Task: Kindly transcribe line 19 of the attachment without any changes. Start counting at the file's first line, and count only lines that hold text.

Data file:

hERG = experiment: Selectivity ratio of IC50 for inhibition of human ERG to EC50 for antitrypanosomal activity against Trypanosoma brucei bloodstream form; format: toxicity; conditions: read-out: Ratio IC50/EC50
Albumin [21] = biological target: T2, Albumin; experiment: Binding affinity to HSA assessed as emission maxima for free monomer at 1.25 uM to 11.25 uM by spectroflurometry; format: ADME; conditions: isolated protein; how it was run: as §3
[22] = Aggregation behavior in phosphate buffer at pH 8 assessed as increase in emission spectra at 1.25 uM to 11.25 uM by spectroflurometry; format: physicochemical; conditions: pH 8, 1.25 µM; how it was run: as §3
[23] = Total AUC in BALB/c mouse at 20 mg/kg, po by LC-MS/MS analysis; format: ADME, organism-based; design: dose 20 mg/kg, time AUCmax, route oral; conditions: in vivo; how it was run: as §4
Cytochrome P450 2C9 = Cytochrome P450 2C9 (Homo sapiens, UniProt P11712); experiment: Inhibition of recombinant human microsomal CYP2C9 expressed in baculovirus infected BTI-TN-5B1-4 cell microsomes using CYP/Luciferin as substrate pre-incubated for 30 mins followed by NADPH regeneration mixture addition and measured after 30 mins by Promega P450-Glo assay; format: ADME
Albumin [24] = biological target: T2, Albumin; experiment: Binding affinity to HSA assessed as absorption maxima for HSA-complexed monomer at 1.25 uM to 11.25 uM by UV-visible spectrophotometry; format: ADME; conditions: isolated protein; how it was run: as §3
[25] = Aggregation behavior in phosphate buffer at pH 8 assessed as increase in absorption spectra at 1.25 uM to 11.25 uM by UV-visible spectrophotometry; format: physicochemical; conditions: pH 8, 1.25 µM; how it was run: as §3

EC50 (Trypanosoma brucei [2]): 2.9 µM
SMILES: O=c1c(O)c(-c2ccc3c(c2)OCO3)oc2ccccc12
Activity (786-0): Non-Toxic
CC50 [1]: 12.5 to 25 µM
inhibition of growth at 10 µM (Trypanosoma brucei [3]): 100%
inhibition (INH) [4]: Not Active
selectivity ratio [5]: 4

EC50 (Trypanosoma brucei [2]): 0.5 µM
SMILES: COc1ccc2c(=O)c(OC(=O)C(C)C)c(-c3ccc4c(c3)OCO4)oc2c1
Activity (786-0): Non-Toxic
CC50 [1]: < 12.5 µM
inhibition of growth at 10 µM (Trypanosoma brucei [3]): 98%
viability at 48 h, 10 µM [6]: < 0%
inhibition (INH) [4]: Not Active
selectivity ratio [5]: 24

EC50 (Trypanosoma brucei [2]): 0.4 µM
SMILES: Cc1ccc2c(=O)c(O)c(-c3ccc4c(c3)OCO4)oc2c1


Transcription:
inhibition of growth at 10 µM (Trypanosoma brucei [3]): 98%